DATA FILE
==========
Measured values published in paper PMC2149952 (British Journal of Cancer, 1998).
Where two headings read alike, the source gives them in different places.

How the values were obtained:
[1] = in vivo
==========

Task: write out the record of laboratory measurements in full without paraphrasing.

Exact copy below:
Measured values published in paper PMC2149952 (British Journal of Cancer, 1998).
Where two headings read alike, the source gives them in different places.

How the values were obtained:
[1] = in vivo